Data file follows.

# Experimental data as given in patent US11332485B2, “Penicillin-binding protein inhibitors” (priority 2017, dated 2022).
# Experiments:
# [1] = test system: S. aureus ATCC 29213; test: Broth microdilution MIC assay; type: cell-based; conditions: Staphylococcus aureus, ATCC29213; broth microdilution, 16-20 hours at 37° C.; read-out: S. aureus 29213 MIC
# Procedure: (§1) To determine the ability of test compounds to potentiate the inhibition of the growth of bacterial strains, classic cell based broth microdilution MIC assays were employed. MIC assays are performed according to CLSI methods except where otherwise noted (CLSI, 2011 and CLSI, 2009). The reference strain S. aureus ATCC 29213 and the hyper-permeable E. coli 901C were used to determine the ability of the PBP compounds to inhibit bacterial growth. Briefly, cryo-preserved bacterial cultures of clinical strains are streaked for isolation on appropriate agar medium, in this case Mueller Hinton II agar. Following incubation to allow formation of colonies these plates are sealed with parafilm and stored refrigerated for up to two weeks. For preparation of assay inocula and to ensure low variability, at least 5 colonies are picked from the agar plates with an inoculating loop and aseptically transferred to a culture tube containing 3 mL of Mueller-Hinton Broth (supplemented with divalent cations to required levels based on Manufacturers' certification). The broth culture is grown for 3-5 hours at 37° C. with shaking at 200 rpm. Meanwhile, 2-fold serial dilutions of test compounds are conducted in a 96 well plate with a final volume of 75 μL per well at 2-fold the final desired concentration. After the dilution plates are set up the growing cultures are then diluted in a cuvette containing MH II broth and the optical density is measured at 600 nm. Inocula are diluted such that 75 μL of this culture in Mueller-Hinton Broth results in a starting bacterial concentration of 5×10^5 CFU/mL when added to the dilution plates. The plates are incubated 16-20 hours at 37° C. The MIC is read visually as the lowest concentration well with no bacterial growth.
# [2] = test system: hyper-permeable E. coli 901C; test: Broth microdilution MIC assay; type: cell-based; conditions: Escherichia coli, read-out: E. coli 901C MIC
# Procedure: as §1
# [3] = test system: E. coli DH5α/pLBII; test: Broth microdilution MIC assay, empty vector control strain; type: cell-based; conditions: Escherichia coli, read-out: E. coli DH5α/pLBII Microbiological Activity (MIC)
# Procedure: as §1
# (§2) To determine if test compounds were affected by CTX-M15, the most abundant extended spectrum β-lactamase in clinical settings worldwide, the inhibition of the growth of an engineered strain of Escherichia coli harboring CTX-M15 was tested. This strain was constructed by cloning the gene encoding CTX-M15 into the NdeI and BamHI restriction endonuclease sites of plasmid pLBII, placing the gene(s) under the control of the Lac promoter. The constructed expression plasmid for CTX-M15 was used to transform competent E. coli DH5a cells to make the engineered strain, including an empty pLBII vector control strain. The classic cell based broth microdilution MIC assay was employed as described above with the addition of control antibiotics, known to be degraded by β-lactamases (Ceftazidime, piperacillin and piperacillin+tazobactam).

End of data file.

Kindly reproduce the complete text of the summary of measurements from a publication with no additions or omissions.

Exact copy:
# Experimental data as given in patent US11332485B2, “Penicillin-binding protein inhibitors” (priority 2017, dated 2022).
# Experiments:
# [1] = test system: S. aureus ATCC 29213; test: Broth microdilution MIC assay; type: cell-based; conditions: Staphylococcus aureus, ATCC29213; broth microdilution, 16-20 hours at 37° C.; read-out: S. aureus 29213 MIC
# Procedure: (§1) To determine the ability of test compounds to potentiate the inhibition of the growth of bacterial strains, classic cell based broth microdilution MIC assays were employed. MIC assays are performed according to CLSI methods except where otherwise noted (CLSI, 2011 and CLSI, 2009). The reference strain S. aureus ATCC 29213 and the hyper-permeable E. coli 901C were used to determine the ability of the PBP compounds to inhibit bacterial growth. Briefly, cryo-preserved bacterial cultures of clinical strains are streaked for isolation on appropriate agar medium, in this case Mueller Hinton II agar. Following incubation to allow formation of colonies these plates are sealed with parafilm and stored refrigerated for up to two weeks. For preparation of assay inocula and to ensure low variability, at least 5 colonies are picked from the agar plates with an inoculating loop and aseptically transferred to a culture tube containing 3 mL of Mueller-Hinton Broth (supplemented with divalent cations to required levels based on Manufacturers' certification). The broth culture is grown for 3-5 hours at 37° C. with shaking at 200 rpm. Meanwhile, 2-fold serial dilutions of test compounds are conducted in a 96 well plate with a final volume of 75 μL per well at 2-fold the final desired concentration. After the dilution plates are set up the growing cultures are then diluted in a cuvette containing MH II broth and the optical density is measured at 600 nm. Inocula are diluted such that 75 μL of this culture in Mueller-Hinton Broth results in a starting bacterial concentration of 5×10^5 CFU/mL when added to the dilution plates. The plates are incubated 16-20 hours at 37° C. The MIC is read visually as the lowest concentration well with no bacterial growth.
# [2] = test system: hyper-permeable E. coli 901C; test: Broth microdilution MIC assay; type: cell-based; conditions: Escherichia coli, read-out: E. coli 901C MIC
# Procedure: as §1
# [3] = test system: E. coli DH5α/pLBII; test: Broth microdilution MIC assay, empty vector control strain; type: cell-based; conditions: Escherichia coli, read-out: E. coli DH5α/pLBII Microbiological Activity (MIC)
# Procedure: as §1
# (§2) To determine if test compounds were affected by CTX-M15, the most abundant extended spectrum β-lactamase in clinical settings worldwide, the inhibition of the growth of an engineered strain of Escherichia coli harboring CTX-M15 was tested. This strain was constructed by cloning the gene encoding CTX-M15 into the NdeI and BamHI restriction endonuclease sites of plasmid pLBII, placing the gene(s) under the control of the Lac promoter. The constructed expression plasmid for CTX-M15 was used to transform competent E. coli DH5a cells to make the engineered strain, including an empty pLBII vector control strain. The classic cell based broth microdilution MIC assay was employed as described above with the addition of control antibiotics, known to be degraded by β-lactamases (Ceftazidime, piperacillin and piperacillin+tazobactam).